Alive Now! is a publication of Upper Room Ministries in Nashville, edited by Beth A. Richardson. According to its website its purpose is “to nourish people who are hungry for a sacred way of living.” It speaks to the opportunities and challenges of following Christ in the modern world. Scripture and prayer are two foundational cornerstones of content.
The magazine is well-illustrated with color photographs, drawings and illustrations and concentrates on one theme for each bimonthly issue. The July-August 2011 edition, for example, focuses on “Finding Time,” with readings from resource books, Scripture verses, prayers by church lay leaders and pastors, poems and spiritual directions. As Richardson writes in her opening remarks, “I must sink my roots deep into God’s Spirit every day. When I take time for God, it makes a difference in how I function in the day, in the choices I make, in my attitude, in my interactions with others.”
The journal offers several innovative means by which the spiritual life may be strengthened. Its Web page includes daily reflections, Visual Psalmists (currently featuring photos by Lanecia A. Rouse), and AudioLecto. The last feature is a way to hear and pray the Scriptures out loud. Each Bible passage is heard three times, preceded by different comments to guide meditation and reflection. The Web site also has a prayer center to which readers may send requests that will be included in the staff’s daily prayer session.
Those who have kept back issues (as I have) or can find them in churches or libraries will be glad to know that John Roschen has developed comprehensive downloadable computer indices on Acrobat back to 1971, one on issues and articles that connect with specific Scripture passages, and one that refers to various themes or contents. They are searchable and personalized lists can be saved for further reference.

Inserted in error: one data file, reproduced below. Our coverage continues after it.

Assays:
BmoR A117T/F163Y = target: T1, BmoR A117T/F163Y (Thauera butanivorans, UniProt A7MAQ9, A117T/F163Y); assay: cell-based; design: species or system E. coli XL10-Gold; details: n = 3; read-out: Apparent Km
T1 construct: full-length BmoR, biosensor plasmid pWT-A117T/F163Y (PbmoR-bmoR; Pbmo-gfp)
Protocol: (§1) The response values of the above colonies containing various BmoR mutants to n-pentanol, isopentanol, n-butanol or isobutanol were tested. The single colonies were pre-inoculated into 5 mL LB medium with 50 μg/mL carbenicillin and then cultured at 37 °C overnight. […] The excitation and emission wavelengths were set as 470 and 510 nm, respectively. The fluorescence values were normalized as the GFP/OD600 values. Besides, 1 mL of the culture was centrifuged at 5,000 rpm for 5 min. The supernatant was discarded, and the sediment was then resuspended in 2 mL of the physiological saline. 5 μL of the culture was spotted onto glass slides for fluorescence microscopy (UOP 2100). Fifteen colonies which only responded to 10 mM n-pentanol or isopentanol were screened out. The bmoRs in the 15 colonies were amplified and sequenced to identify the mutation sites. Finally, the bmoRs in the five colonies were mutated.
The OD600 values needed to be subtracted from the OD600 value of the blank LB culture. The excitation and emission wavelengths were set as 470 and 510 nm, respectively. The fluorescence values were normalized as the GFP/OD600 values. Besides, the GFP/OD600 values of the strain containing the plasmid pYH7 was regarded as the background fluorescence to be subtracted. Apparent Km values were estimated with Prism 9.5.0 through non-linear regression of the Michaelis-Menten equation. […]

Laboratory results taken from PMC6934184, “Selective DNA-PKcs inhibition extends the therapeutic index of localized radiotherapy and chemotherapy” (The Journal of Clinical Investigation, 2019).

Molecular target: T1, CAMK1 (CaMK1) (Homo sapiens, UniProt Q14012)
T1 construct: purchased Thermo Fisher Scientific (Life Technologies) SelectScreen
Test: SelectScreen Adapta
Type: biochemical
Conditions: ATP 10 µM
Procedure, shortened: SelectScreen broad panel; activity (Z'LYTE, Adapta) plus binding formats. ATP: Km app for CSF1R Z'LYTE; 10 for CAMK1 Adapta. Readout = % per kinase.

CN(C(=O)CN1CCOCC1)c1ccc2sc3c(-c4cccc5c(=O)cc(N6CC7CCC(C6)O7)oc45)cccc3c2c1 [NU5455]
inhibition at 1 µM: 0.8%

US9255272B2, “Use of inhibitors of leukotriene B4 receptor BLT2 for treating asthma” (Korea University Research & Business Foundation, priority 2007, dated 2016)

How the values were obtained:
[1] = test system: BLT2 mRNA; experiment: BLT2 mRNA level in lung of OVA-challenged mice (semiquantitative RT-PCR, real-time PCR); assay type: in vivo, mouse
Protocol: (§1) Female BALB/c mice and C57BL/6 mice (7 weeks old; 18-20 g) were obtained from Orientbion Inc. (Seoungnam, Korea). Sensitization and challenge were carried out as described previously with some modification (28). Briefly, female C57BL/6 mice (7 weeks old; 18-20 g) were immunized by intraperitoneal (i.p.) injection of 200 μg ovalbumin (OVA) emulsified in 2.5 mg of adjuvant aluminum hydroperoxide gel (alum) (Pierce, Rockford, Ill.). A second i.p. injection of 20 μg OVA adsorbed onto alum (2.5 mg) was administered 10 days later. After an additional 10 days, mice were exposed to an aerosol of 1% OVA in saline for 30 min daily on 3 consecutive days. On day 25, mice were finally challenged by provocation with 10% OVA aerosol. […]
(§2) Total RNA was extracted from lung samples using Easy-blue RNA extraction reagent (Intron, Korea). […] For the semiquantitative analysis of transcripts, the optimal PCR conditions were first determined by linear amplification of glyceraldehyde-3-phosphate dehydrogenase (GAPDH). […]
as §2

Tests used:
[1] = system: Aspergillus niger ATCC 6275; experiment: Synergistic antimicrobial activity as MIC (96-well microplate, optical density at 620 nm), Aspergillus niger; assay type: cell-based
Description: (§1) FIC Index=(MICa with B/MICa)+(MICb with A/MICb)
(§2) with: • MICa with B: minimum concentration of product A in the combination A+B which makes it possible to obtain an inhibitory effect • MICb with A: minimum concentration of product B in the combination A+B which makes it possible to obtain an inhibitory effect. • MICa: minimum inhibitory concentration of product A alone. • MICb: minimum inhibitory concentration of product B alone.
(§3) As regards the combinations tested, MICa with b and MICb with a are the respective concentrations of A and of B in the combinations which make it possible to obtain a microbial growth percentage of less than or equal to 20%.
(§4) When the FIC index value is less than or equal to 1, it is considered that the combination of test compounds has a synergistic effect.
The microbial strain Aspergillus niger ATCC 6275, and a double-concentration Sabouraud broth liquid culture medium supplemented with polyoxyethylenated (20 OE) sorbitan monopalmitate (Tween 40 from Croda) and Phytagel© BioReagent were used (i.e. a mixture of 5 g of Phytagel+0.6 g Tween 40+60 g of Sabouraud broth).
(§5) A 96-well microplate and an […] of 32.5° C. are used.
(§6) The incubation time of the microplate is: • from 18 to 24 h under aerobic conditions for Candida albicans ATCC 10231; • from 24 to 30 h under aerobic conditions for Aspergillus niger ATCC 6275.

Particularly useful in leading discussions, teaching courses in churches, presenting opening readings at meetings, finding new hymns or preparing services of worship are some of the issues published for Advent and Lent. Other editions were devoted to major social themes, apartheid , racism, women’s rights, specified ministry, concerns for the handicapped and poor, etc. These resources are useful to introduce readers to some of the best contemporary theologians, liturgists, hymn writers and poets.
Some of the upcoming themes which will be found in future issues in 2012 include “Our Earth” (humanity, creatures, and the earth), “Wilderness” (the wilderness of spiritual emptiness), “The Call” ( finding meaning in our vocation), “Rest” (how does God call you to rest?), “Transitions” (facing change and transitions), and “Light” (Advent issue). According to one of the editors, Alive Now! is willing to accept freelance theme-based writing and strives to represent the widest possible diversity (theological, geographical, denominational, racial, cultural) among its authors.
* In a later column the excellent resource published by the PC(USA), These Days, will also be reviewed.